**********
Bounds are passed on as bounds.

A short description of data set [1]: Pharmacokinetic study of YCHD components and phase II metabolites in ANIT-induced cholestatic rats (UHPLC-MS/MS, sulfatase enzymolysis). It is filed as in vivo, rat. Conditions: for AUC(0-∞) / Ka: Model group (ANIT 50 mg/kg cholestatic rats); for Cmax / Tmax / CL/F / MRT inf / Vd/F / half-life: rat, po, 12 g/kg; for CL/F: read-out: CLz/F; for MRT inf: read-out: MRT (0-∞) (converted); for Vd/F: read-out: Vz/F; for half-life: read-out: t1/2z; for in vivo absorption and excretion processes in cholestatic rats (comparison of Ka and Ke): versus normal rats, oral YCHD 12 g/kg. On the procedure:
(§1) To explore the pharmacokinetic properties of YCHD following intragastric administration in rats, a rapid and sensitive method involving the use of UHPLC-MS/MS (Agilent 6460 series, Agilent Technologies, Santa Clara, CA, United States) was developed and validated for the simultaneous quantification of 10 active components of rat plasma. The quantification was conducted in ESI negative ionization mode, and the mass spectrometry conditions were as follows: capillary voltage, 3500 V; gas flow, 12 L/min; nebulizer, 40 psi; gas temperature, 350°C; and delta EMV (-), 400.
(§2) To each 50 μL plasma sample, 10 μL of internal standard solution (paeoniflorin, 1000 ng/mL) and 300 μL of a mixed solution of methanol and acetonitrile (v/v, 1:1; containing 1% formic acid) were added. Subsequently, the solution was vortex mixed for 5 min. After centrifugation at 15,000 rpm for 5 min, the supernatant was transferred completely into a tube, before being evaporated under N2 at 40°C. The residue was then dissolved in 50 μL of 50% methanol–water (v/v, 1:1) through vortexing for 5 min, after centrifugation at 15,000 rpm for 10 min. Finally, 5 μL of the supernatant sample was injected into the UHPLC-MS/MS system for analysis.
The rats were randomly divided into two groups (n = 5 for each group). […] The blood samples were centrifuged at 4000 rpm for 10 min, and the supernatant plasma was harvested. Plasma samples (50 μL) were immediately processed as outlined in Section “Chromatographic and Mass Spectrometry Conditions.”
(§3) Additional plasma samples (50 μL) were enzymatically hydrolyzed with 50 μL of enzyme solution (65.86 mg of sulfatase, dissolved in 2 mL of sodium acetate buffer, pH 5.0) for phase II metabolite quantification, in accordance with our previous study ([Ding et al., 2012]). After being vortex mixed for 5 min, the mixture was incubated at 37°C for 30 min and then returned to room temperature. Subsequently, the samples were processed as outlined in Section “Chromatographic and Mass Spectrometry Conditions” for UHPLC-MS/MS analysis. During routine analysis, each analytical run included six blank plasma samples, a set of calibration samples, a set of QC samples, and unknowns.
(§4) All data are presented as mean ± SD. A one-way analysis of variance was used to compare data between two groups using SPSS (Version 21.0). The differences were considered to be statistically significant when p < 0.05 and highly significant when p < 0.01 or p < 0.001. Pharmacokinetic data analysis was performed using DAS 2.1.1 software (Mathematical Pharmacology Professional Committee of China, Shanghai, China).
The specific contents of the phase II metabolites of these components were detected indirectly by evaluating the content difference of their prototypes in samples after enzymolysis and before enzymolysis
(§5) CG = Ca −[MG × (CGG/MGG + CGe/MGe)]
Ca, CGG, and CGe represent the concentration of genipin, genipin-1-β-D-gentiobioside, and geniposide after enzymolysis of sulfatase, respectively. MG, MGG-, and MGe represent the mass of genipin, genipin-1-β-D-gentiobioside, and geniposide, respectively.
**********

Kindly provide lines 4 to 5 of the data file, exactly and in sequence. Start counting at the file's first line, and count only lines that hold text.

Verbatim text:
(§2) To each 50 μL plasma sample, 10 μL of internal standard solution (paeoniflorin, 1000 ng/mL) and 300 μL of a mixed solution of methanol and acetonitrile (v/v, 1:1; containing 1% formic acid) were added. Subsequently, the solution was vortex mixed for 5 min. After centrifugation at 15,000 rpm for 5 min, the supernatant was transferred completely into a tube, before being evaporated under N2 at 40°C. The residue was then dissolved in 50 μL of 50% methanol–water (v/v, 1:1) through vortexing for 5 min, after centrifugation at 15,000 rpm for 10 min. Finally, 5 μL of the supernatant sample was injected into the UHPLC-MS/MS system for analysis.
The rats were randomly divided into two groups (n = 5 for each group). […] The blood samples were centrifuged at 4000 rpm for 10 min, and the supernatant plasma was harvested. Plasma samples (50 μL) were immediately processed as outlined in Section “Chromatographic and Mass Spectrometry Conditions.”